Edge of Momentum

Behold the faded edges of day:
the spinning light that lasts
when shimmers shade to gray.

Fireworks burst today:
afterimage of the past,
behold the faded edges of day

pressed into eyes to stay
like my footprints into grass
when shimmers shade to gray.

At the rounding of spring's rays,
we'll capture sunsets in the glass,
behold the faded edges of day.

Under twinkling lights that play,
we'll recover our lost tracks
when shimmers shade to gray.

Maybe there's nothing more to say,
pouring language in the cracks.
Behold the faded edges of day
when shimmers shade to gray.
Walking in a winter wonderland with the kids.

I’m sure that “Do Not Go Gentle into That Good Night” by Dylan Thomas was what first drew me to the Villanelle, and it’s still one of my favorite poetic forms. I think what I like best about it is that there is a repetition, but it’s not overbearing; it’s the sort of repetition that feels like real life: we repeat, but we also grow and adapt with each new round. Each line builds on the previous line and adapts a slightly new meaning. We (hopefully) adapt from our history to create a better future. It’s lovely, sort of like this song by Young the Giant (the greatest band of all time, in my humble opinion):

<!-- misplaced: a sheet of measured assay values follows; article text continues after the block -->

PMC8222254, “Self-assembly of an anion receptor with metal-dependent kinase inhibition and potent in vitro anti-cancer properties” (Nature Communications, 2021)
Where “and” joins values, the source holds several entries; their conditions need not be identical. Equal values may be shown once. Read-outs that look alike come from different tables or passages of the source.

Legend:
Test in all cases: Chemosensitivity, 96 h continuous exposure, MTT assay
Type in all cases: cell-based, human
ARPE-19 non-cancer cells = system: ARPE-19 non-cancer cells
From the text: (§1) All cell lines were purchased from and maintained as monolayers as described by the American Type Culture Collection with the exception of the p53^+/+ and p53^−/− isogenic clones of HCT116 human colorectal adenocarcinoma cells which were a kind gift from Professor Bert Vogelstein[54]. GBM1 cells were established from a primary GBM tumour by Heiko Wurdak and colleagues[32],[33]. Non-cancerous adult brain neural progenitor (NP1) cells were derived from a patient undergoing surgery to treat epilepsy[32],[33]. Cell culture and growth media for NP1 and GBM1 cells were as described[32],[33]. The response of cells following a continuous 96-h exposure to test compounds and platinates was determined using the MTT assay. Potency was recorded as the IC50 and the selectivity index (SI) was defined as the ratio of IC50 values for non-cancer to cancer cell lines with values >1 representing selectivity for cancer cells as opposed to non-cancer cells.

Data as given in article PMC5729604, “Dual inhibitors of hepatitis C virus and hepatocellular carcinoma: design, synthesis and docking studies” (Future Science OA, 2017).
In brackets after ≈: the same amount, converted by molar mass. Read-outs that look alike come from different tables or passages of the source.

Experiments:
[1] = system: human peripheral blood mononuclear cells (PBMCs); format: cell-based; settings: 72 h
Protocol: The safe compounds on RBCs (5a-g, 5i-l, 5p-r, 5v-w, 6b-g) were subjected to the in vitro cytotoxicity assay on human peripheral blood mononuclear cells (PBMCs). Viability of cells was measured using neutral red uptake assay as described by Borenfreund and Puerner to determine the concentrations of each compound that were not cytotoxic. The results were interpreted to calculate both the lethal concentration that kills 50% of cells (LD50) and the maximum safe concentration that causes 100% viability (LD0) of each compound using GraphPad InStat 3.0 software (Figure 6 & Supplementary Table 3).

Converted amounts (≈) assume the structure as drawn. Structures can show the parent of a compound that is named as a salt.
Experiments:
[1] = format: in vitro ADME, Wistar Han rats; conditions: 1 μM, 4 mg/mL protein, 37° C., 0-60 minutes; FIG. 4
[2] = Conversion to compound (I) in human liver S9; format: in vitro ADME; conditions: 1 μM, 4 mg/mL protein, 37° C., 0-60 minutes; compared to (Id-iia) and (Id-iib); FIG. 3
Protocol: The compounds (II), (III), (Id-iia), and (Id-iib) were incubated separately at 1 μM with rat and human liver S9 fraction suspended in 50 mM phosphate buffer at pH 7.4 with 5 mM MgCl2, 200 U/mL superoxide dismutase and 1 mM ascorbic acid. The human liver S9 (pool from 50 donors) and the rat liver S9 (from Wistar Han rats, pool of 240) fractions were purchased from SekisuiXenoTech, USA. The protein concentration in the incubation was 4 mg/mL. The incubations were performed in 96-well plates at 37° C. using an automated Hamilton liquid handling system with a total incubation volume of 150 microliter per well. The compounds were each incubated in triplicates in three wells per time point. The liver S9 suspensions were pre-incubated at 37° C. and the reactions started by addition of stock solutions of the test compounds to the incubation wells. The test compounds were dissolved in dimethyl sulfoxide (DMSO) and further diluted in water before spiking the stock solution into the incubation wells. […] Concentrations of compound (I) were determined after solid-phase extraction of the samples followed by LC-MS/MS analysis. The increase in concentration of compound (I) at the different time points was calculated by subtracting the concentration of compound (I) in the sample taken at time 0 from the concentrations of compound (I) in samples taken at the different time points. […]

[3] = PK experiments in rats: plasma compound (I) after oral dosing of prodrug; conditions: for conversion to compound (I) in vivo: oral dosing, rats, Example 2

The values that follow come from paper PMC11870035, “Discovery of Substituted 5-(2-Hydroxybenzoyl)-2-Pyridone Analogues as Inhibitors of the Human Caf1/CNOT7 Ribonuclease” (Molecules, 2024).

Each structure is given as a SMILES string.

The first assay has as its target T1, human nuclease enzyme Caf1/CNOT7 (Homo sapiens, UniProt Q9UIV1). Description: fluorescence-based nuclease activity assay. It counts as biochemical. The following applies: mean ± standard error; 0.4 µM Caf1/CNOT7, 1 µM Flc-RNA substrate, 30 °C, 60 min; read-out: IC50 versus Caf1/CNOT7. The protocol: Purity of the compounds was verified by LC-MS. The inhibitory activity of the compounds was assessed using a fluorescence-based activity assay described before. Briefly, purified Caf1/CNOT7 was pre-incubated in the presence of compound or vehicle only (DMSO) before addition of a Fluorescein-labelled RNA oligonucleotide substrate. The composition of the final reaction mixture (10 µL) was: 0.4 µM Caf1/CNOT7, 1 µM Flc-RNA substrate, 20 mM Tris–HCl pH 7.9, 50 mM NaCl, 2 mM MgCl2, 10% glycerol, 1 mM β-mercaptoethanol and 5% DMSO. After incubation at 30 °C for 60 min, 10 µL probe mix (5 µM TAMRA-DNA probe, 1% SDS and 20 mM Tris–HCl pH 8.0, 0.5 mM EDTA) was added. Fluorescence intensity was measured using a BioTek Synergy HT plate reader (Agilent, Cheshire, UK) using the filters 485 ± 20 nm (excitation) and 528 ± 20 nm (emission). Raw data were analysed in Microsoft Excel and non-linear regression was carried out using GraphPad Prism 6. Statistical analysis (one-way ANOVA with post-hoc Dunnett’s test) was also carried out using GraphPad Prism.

I still need to write about how awesome this band is live as my husband took me to see them in October.

Doubtless, I still have a lot to learn about poetry (and life), but I think a villanelle speaks the repetition of life well. As you can tell if you’re a fan of this blog, I also love haiku and tanka and free verse– and sonnets, when I take the time to get the rhyme and rhythm correct. Often, I’ll experiment with forms I’m not as familiar with, and sometimes they turn out smoothly– like this butterfly cinquain I wrote last spring. Limericks are fun, too, but mine always sound far too cheesy to publish. I’m always learning something new from the other amazing writers and poets on WordPress! What’s your favorite poetic form?

14 thoughts on “Edge of Momentum

  1. Shadorma is my go-to form, but I’m very fond of pantoums, although I mostly do them unrhymed. I’ve also been doing Badger’s hexastitch a lot. And cadralor. I like repetition as well. Have you tried the cascade? (K)

    Liked by 2 people

  2. The only term I know here is the limerick. I am so stunted when it comes to poetry. I guess I should explore it a bit more if I want to grow in my craft. Have always admired poets. Keep on keeping on in your poetry journey! So inspiring to read your thoughts on the various facets of poetry, and the best part is I get to learn too.

    Liked by 1 person

    1. Thanks! I’ve been slowly learning about poetry over the years, from a creative writing class in college to teaching a poetry unit in one of my courses to interacting with some really impressive poets here in WordPress. I’m glad there’s so much out there for those of us who are lifelong learners! ☺️


  3. So far my favorite poem is the quatrain. I write 5 to 10 of those a night 3 or 4 nights a week at Google Blogger. I do it there so noone feels obligated to read them all.

    Liked by 1 person

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